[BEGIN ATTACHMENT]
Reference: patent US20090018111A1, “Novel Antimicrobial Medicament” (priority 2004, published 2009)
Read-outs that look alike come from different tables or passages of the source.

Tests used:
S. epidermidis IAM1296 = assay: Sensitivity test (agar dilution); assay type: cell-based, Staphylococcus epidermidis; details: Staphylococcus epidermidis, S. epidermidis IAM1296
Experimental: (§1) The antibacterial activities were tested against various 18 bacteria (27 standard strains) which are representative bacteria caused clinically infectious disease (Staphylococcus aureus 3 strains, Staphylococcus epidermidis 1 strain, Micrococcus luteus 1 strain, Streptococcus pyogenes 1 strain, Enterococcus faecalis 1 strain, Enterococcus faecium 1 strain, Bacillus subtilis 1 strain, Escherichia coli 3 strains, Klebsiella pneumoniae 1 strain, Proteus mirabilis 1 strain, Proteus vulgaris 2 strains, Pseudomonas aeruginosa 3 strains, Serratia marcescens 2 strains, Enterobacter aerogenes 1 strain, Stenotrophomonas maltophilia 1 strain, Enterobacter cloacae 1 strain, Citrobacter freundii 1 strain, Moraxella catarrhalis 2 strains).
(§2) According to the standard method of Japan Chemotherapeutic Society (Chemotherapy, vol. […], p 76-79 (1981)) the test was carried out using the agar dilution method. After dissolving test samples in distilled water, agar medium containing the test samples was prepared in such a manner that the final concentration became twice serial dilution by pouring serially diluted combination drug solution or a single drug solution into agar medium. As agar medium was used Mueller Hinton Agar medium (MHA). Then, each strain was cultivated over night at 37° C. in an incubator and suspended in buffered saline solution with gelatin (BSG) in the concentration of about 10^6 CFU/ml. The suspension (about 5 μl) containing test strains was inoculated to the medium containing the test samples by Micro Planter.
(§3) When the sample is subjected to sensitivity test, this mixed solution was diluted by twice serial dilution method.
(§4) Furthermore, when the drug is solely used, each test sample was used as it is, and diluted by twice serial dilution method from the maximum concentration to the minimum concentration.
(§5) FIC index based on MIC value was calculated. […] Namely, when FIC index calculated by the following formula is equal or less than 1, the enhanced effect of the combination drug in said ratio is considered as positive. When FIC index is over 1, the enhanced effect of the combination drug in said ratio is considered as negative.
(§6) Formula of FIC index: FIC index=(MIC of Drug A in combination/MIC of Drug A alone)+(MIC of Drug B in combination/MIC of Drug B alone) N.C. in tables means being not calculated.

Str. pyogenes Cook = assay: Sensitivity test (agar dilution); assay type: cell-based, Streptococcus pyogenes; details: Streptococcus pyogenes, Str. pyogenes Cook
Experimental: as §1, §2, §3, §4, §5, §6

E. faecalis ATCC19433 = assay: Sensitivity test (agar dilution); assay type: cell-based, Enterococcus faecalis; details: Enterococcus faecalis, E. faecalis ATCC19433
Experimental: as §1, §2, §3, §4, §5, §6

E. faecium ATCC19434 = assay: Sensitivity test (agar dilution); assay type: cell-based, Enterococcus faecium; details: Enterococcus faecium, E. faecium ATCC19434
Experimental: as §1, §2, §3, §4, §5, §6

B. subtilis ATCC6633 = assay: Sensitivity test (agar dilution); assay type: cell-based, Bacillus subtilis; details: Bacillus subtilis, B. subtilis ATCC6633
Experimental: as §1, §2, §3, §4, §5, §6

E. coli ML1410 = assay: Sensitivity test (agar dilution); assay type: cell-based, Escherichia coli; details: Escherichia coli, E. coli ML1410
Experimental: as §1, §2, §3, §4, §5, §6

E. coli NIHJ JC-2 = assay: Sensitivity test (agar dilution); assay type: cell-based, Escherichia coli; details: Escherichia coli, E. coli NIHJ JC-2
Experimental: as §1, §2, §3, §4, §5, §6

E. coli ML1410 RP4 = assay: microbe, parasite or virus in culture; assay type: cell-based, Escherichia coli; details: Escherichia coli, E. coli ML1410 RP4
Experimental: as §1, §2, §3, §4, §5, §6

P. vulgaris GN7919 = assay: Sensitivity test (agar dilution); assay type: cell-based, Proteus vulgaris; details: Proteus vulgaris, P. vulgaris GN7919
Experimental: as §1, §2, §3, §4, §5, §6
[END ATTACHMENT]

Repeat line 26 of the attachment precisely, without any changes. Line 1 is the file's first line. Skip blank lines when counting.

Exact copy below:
Experimental: as §1, §2, §3, §4, §5, §6